Tales of an entrepreneur: success, failure and how to be a leaderPublished on 15 April 2019
Bobby Burnett, serial entrepreneur and director of the UK’s leading taxi advertising firm Ubiquitous.
Having built and managed several businesses over the years, many people of 71 years old would be looking to retire. Not Bobby Burnett. Starting in the early 1970s he has had a hugely varied career. From engineering and textiles he went on to palm oil refining, shipping, aircraft management and motion picture film production. More recently Bobby was appointed as Non-Executive Director and played a pivotal role in the transaction between Foyles and Waterstones. He is currently Director at Ubiquitous, a taxi advertising firm which he founded in 1982 before selling in 2001 and reinvesting in 2008.
Since he started out, there have been significant changes to fundraising strategies with the massive growth in private equity and the advent of crowd-funding and other online financing platforms. However what remain constant are the qualities required to be a successful entrepreneur.
Be prepared for failure. To be a successful entrepreneur you need the confidence of a teenager and the resilience of maturity to take the knocks. In my thirties, one of my early ventures failed and I lost my house. I have had a couple of businesses go bust but you have to be able to move on. Looking back, maybe I shouldn’t have bought the businesses that went bust, I should have done more market research, but I was prepared to take risks.
Ask for help. My first job after training as an accountant was with a young property entrepreneur. I learned more from him in nine months than I would have learned at a large financial advisory firm in three years. The most valuable piece of advice he gave me was to know when to ask for help. Entrepreneurs are often too controlling and view asking for help as a sign of weakness. You can’t be good at everything. If you want to move fast you need to ask for support to fill the gaps in your knowledge to avoid simple mistakes.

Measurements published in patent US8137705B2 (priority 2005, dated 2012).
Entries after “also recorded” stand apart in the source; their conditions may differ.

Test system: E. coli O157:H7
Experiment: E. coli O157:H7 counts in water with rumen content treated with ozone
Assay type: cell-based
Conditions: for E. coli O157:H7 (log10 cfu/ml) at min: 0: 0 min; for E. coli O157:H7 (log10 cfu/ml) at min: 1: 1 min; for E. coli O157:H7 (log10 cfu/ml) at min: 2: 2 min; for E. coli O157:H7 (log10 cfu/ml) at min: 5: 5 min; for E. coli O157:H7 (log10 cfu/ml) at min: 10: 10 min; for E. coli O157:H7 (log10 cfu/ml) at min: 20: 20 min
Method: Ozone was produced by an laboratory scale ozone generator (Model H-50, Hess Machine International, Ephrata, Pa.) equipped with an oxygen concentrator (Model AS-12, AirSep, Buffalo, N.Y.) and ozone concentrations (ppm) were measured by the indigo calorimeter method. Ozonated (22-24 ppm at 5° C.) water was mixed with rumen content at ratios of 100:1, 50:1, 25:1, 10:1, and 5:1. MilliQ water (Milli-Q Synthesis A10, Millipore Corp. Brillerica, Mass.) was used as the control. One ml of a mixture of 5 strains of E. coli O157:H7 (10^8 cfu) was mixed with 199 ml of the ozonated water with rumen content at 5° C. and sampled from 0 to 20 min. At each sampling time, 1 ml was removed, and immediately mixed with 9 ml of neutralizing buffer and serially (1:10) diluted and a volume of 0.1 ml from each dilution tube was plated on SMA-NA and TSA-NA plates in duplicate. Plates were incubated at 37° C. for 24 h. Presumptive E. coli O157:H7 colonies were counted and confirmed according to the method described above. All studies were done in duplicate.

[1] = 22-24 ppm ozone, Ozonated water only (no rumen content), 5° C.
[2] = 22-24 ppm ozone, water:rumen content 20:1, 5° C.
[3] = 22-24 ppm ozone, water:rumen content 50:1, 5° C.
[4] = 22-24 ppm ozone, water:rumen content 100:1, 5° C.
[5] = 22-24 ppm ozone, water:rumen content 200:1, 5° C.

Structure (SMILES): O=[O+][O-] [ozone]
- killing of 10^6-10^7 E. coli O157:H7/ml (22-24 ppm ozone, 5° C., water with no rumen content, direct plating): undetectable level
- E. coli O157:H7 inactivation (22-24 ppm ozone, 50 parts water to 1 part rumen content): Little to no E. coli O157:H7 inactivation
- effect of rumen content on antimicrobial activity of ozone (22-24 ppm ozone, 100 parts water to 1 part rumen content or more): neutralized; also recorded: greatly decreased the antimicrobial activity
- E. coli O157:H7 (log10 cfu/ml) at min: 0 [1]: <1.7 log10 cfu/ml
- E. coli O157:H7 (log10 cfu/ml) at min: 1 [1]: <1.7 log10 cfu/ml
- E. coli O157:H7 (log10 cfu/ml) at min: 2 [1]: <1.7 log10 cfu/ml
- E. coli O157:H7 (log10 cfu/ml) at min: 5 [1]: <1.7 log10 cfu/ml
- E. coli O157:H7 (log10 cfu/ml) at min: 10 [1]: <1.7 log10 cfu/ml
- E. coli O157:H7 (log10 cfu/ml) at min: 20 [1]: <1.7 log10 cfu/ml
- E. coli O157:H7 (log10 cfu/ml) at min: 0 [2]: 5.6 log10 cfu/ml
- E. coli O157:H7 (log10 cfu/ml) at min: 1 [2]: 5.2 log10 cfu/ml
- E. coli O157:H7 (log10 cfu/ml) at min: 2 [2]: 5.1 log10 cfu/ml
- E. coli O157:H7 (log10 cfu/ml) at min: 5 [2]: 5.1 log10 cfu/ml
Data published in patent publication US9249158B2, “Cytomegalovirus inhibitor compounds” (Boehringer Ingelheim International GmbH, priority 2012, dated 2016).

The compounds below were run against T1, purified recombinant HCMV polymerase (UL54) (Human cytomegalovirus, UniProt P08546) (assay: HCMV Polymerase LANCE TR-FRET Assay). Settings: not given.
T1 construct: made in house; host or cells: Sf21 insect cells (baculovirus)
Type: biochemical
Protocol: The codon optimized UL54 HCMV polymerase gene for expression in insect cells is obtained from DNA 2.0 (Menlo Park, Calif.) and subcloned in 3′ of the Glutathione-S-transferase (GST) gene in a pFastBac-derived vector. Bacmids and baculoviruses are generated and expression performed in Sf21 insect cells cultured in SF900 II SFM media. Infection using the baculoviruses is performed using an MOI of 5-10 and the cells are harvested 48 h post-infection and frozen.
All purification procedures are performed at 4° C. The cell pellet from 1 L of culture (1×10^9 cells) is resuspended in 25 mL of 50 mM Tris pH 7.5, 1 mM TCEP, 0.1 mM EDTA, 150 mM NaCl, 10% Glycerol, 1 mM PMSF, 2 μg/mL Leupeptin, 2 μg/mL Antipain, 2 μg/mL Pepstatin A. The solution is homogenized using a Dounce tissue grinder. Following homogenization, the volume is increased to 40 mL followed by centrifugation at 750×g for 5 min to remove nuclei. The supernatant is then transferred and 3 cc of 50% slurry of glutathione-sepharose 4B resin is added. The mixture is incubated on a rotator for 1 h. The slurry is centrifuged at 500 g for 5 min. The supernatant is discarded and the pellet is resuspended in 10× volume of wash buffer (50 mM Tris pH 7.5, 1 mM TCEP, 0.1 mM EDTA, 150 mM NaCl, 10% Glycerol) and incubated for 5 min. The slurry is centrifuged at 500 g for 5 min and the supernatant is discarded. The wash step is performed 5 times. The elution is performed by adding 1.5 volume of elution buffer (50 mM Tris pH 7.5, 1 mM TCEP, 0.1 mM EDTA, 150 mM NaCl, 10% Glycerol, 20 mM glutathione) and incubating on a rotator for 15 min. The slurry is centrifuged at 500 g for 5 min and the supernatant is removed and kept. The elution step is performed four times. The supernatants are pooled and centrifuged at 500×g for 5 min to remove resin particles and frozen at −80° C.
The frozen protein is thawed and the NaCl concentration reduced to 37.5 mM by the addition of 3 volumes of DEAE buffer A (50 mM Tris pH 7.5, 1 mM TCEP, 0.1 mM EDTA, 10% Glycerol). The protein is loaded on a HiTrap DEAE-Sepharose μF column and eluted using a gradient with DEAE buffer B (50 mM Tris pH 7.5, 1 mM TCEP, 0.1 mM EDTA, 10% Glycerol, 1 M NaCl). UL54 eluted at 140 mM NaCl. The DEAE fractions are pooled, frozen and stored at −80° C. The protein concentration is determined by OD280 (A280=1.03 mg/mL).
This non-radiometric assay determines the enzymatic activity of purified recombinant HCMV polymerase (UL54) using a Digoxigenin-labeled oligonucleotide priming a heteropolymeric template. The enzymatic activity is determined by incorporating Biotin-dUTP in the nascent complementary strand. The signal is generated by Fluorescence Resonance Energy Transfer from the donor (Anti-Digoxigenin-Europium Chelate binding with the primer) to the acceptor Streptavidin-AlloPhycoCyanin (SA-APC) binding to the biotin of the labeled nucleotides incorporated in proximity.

My greatest inspiration is my parents. Having played tennis and Squash for England, my father always told me never to give up. I inherited his ambition and determination. He was unbelievably successful, first working his way to the top of the air force and then as chairman of Wimbledon. There he transformed the Championships, yet he never made a fortune, and I think that that was what made me ambitious. From my mother I learnt to network. It is so important to talk to everyone, including your competitors. It can have a hugely positive impact on your business. You have to be lucky but you only get lucky if you network, network, network and work, work, work.
I have always had many pots on the boil. I have a brain like a butterfly - I loved the speed, energy and variety. I sometimes wonder whether I would have been more financially successful if I had stuck with just one business, but I might have chosen the wrong one.
Good leadership is transferable. People want to be led and you need to be able to convey your passion and drive to your workforce. The ability to make decisions and be ruthless when required is very important. If you can manage mavericks, they will grow your business but the ability to recognise when a business outgrows its management is also essential.
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